Would Blues’ fans mind if general manager Doug Armstrong returned from Sunday’s NHL draft with so many first-round selections it took two hands to count them?
“We could walk out of this draft with eight first-round picks if we want … easy,” Armstrong said. “But I don’t want to do that, our fan base, I don’t believe, wants that and I know our owner doesn’t want that. We’re not going to be in a perpetual rebuilding process. We could walk out of here with pick Nos. 12-20. But where does that put the organization?”

As it sits now, the Blues do not own a first-round pick heading into the NHL draft, which begins at 2 p.m. (St. Louis time). The club isn’t in the mode to trade players for high picks; in fact, it’s the opposite.

The Blues dealt their 2013 first-rounder to Calgary for defenseman Jay Bouwmeester to partner him with Alex Pietrangelo and improve the team’s immediate chances of competing. After an end-of-the-season feeling-out process, Armstrong says that having Bouwmeester in the fold from day one should benefit the group as a whole heading into 2013-14.

“Now we have three very speedy players in ‘Petro,’ ‘Bouw’ and ‘Shatty,’ (Kevin Shattenkirk) that’s very, very important to the team,” Armstrong said. “Then having very good, defined NHL players in Roman (Polak) and (Barret) Jackman in our five and then with (Kris) Russell, (Ian) Cole and potentially (Jordan) Leopold, I think our defense is going to be stable for many years moving forward now.”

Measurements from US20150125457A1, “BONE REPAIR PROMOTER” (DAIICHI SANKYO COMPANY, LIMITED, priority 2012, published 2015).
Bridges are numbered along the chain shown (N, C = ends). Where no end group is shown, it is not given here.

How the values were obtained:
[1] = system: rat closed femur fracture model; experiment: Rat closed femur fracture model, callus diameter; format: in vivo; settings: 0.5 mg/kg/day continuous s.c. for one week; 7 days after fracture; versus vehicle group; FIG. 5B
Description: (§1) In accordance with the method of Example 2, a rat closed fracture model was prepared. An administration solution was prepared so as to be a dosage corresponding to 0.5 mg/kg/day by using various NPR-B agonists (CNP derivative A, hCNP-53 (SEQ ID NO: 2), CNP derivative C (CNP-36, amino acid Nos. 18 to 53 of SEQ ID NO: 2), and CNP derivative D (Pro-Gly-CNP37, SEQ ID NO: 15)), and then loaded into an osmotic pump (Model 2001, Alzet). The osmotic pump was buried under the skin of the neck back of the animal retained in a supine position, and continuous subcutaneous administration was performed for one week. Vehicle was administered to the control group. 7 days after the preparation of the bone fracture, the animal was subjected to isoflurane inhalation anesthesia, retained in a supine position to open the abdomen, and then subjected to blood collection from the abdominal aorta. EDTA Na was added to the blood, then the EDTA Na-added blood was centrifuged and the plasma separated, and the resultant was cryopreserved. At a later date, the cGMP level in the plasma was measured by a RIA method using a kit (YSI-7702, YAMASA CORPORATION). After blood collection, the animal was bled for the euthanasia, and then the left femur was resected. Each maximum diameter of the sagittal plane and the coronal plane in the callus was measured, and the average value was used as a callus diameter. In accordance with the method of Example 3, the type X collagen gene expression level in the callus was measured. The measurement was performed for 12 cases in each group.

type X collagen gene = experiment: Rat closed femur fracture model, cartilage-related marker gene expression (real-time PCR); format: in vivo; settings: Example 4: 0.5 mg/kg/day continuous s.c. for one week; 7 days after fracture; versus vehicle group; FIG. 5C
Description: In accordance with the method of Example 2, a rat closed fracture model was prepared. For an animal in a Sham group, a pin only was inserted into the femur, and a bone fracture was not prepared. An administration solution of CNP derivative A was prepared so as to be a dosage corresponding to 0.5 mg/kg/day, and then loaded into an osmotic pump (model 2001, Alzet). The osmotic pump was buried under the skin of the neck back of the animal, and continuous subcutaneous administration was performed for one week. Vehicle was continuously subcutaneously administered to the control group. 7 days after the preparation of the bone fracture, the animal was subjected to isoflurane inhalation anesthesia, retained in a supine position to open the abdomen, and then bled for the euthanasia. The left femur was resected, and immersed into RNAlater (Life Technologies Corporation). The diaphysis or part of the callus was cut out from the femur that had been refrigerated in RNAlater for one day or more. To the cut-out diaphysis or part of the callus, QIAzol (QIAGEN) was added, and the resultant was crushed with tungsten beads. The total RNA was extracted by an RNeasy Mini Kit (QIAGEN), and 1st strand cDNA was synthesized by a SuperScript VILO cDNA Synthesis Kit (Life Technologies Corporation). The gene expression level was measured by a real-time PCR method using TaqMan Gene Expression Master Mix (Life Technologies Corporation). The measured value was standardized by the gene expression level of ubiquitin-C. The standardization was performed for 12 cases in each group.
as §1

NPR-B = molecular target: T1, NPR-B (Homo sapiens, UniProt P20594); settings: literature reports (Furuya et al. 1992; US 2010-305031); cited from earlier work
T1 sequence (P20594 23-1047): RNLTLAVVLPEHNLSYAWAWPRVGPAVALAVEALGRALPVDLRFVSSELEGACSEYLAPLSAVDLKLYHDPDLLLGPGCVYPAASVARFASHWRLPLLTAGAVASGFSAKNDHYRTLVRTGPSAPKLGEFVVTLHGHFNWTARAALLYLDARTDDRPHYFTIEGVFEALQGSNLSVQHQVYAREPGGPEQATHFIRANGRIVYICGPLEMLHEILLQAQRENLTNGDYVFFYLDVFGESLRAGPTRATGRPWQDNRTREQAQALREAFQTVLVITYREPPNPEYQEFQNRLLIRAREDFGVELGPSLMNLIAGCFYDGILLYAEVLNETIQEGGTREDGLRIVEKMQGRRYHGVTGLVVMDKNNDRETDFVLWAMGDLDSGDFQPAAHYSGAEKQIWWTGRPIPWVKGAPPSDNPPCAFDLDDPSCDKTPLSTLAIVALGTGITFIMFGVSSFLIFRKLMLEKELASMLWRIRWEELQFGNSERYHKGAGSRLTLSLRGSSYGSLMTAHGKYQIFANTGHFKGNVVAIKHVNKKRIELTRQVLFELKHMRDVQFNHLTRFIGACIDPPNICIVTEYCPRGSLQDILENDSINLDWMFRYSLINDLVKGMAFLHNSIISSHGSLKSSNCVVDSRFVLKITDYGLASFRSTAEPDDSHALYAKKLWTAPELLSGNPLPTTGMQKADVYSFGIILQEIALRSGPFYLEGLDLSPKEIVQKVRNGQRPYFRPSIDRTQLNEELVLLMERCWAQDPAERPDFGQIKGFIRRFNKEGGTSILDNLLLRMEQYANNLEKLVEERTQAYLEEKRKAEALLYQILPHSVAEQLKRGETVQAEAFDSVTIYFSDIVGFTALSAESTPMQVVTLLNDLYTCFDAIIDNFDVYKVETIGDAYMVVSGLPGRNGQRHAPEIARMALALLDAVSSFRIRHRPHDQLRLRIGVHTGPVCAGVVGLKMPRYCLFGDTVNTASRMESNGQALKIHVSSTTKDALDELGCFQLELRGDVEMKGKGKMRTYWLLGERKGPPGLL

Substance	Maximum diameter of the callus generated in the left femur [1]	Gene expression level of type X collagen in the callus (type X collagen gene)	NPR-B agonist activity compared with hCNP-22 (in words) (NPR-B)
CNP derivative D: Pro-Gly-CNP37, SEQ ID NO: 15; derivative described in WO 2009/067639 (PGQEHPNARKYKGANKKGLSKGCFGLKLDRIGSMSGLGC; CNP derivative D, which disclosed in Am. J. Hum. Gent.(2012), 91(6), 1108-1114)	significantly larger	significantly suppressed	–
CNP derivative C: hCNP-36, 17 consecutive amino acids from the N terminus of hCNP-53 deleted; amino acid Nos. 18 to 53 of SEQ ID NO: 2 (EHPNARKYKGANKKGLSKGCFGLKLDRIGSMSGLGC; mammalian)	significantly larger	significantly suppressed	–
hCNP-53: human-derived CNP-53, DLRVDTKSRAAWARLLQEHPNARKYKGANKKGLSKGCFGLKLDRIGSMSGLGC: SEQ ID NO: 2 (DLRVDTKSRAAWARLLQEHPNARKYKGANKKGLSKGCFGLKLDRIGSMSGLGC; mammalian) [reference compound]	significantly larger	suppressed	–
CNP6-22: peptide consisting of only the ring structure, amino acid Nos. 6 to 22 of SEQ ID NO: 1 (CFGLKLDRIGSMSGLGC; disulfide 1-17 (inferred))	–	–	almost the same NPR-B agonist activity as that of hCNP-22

Bouwmeester, who will turn 30 on Sept. 27, joined the Blues for the final 14 games of the regular season, notching a goal and six assists, and in his first-career playoff action finished with an assist in six games.

“I think you just try to keep building,” Bouwmeester said. “This was a goofy year for everyone. It was a short year, a compressed year, that sort of thing. Next year, you’ve got a full training camp. For a guy like myself, who’s kind of new, that will be good to get kind of settled. It’s a fine line between success and where we’re standing. It’s just a matter of getting it done.”

Pietrangelo, who had a 51-point season in 2011-12, struggled for much of last season as the Blues rotated his defensive partners. He finished with five goals and 24 points in 47 regular-season games but seemed to grow more comfortable down the stretch.

“I talked to he and Shattenkirk,” Armstrong said. “I thought they could do 100 percent of their job and maybe five percent of somebody else’s job, but in reality they were still at the ability to just do 100 percent of their job. I thought they both did better when we got experienced guys around them. It showed to me that they’re still in that part of their career where they just have to worry about themselves.

“And I also think this is the first time that either player played on a good NHL team, one where you know you’re going to get the other team’s ‘A’ game. So the game got a lot harder for them, but I think they’re both going to be very good at it. It’s something you learn from.”

On Wednesday, the Blues showed their commitment to Shattenkirk, finalizing a four-year, $17 million extension.